Grace Harvey smashes season best to bag Commonwealth silver in Birmingham

·2-min read
Commonwealth Games - Swimming - Women's 100m Breaststroke SB6 - Final - Medal Ceremony - Sandwell Aquatics Centre, Birmingham, Britain - August 1, 2022 Silver medallist England's Grace Harvey celebrates on the podium during the medal ceremony REUTERS/Stoyan Nenov
Commonwealth Games - Swimming - Women's 100m Breaststroke SB6 - Final - Medal Ceremony - Sandwell Aquatics Centre, Birmingham, Britain - August 1, 2022 Silver medallist England's Grace Harvey celebrates on the podium during the medal ceremony REUTERS/Stoyan Nenov

By James Toney in Birmingham

Grace Harvey was all smiles after banking a Commonwealth Games silver to match her Paralympic medal from last year in Tokyo.

Harvey smashed her season's best as England team-mate and Paralympic champion Maisie Summers-Newton dominated the SB6 100m breaststroke final to take gold.

But the 23-year-old swimmer, who is one of over 1,100 elite athletes on UK Sport’s National Lottery-funded World Class Programme, allowing them to train full time, have access to the world’s best coaches and benefit from pioneering technology, science and medical support, had no complaints with her time of 1:43.29, just a second slower than her performance last year in Japan.

And she then revealed her preparations had been far from smooth, with a third bout of Covid in 12 months just as training entered a crucial phase.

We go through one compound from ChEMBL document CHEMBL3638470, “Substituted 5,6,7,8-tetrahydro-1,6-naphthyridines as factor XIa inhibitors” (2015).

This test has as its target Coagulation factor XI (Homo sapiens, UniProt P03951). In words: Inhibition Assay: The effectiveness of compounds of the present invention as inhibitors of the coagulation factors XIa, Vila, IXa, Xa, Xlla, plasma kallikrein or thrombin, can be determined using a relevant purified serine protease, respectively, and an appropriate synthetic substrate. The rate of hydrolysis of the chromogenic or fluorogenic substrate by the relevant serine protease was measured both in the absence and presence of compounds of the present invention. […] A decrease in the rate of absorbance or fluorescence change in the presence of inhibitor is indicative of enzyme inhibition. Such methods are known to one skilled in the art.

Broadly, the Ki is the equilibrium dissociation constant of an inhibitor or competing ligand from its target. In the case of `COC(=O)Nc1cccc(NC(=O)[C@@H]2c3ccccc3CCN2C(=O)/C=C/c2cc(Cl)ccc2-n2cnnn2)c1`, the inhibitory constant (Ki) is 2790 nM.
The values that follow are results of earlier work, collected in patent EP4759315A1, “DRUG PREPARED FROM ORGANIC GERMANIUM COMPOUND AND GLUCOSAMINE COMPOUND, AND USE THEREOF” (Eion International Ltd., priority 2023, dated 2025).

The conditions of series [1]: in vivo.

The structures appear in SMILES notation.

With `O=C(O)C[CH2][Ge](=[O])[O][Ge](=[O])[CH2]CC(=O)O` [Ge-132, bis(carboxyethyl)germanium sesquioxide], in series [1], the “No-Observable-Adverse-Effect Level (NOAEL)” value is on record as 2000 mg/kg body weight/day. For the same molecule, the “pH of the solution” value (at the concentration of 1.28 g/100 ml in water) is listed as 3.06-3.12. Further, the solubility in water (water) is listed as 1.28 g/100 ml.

She said: “I wasn’t expecting anywhere near that time. I had Covid on our holding camp so I was thinking ‘what am I going to do?’. To come out there and do that time, I’m buzzing.

“I tested positive about two and a half weeks ago. It was frustrating as I wanted to be there with the team. The mental side, as well, what’s going to happen? When am I going to be in the water? But I’m really happy with the time so I don’t think it had a detrimental effect.

“I couldn’t train for several days, which is not what you want before racing. I worked really well with my coaches and talked to my parents to help with the mental side, which has paid off.

“I literally just had the sneezes, it’s my third time having it so I was quite happy it was mild. I had it the week after the Tokyo Paralympics and I was really ill for three months, it took me a long time to get back in the pool. It knocked me for six."

Harvey admitted she was inspired by watching best friend Alice Tai win gold just months after having her right leg amputated.

And she believed the crowd, with the Sandwell Aquatics Centre packed to the rafters each night of these Games, also played their part in her performance.

She added: “At Tokyo, you walked into the arena and thought ‘this is a theatre sport’. It was so upsetting there was nobody here. Here, you hear the crowd before you come out and it just gets you going.”

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